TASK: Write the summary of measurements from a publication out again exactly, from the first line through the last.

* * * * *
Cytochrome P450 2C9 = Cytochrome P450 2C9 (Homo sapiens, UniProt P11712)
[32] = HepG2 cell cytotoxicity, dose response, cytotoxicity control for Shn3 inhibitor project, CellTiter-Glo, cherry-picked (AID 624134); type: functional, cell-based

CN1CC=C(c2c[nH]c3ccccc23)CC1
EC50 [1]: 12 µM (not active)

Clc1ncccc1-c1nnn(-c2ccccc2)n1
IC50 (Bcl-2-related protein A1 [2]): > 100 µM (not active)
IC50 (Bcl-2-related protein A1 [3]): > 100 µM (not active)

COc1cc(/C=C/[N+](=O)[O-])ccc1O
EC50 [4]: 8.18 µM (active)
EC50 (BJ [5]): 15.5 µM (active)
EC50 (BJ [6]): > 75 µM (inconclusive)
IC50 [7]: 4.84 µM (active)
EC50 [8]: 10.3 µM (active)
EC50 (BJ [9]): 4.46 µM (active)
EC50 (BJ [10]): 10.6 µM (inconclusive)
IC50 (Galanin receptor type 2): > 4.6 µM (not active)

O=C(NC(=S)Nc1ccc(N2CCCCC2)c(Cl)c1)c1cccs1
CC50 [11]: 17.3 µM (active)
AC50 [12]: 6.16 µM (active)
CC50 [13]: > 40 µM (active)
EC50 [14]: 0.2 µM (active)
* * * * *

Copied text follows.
Cytochrome P450 2C9 = Cytochrome P450 2C9 (Homo sapiens, UniProt P11712)
[32] = HepG2 cell cytotoxicity, dose response, cytotoxicity control for Shn3 inhibitor project, CellTiter-Glo, cherry-picked (AID 624134); type: functional, cell-based

CN1CC=C(c2c[nH]c3ccccc23)CC1
EC50 [1]: 12 µM (not active)

Clc1ncccc1-c1nnn(-c2ccccc2)n1
IC50 (Bcl-2-related protein A1 [2]): > 100 µM (not active)
IC50 (Bcl-2-related protein A1 [3]): > 100 µM (not active)

COc1cc(/C=C/[N+](=O)[O-])ccc1O
EC50 [4]: 8.18 µM (active)
EC50 (BJ [5]): 15.5 µM (active)
EC50 (BJ [6]): > 75 µM (inconclusive)
IC50 [7]: 4.84 µM (active)
EC50 [8]: 10.3 µM (active)
EC50 (BJ [9]): 4.46 µM (active)
EC50 (BJ [10]): 10.6 µM (inconclusive)
IC50 (Galanin receptor type 2): > 4.6 µM (not active)

O=C(NC(=S)Nc1ccc(N2CCCCC2)c(Cl)c1)c1cccs1
CC50 [11]: 17.3 µM (active)
AC50 [12]: 6.16 µM (active)
CC50 [13]: > 40 µM (active)
EC50 [14]: 0.2 µM (active)